SIGNIFICANCE: Apparently a livery stable, store or carriage works, this building is one of the largest surviving from the nineteenth century in Hamilton.
STATEMENT OF SIGNIFICANCE
Former Store or Stables
42 Thompson Street
This building is of local historic and architectural significance for its associations with horse transport in the nineteenth century and the quality of its architecture. It was built, probably in the early 1870s but possibly in the 1860s, on land originally sold by the Crown to T Butler in 1860. (i) It is one of the largest buildings surviving from the nineteenth century in Hamilton and apprently the only commercial stables. (ii) The form of the building is typical of livery stables with stalls and access from both ends on the ground floor and storage for hay on the upper floor. The detailing of the building, while neo-classical in its simplicity, is strictly utilitarian. Its conversion to the retailing of plant and machinery is a typical twentieth century transformation for such buildings. For this reason the addition of the showroom at the front even though it compromises the original facade can be regarded as historic in its own right. The building remains substantially intact and in good condition. Because of its scale it is a major element in the streetscape. It relates to the nearby C J Evans & Sons, Wool and Skin Buyers sheds in French Street.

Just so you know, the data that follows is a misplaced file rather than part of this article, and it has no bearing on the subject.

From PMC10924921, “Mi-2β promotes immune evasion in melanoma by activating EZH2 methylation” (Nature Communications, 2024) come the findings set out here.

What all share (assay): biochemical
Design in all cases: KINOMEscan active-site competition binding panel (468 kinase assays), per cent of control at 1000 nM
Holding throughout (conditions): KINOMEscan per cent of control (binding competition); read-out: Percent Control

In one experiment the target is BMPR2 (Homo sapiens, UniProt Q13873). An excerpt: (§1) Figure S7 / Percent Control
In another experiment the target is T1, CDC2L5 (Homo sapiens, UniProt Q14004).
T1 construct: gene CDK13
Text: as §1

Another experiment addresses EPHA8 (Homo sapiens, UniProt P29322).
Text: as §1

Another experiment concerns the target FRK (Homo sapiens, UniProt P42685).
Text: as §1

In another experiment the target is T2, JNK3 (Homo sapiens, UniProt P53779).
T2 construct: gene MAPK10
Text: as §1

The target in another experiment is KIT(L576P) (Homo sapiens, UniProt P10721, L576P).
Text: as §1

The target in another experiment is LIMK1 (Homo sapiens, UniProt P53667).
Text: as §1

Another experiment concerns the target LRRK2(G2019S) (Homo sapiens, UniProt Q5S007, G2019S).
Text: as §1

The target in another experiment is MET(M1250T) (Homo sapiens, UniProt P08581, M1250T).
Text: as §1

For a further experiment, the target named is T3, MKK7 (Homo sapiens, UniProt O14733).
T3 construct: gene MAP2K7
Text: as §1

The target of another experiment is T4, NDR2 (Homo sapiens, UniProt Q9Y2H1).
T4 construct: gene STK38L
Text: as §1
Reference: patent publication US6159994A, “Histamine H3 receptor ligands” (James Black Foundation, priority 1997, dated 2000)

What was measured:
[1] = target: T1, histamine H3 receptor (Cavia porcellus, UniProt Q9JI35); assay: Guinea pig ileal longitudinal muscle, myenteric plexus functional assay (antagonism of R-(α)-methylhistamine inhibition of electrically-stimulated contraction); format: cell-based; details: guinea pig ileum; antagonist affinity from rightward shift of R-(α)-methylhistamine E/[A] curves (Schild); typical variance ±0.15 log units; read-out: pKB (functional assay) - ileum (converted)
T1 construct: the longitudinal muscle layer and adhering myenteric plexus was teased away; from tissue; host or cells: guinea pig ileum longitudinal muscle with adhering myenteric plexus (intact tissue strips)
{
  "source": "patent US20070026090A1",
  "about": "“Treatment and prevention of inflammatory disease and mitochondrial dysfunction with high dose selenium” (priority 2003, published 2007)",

i He may have been the father of the James Butler who was the Town Clerk from 1892-1897, Garden, D, Hamilton, p 123.
ii Its major competitor was around the corner in Gray Street.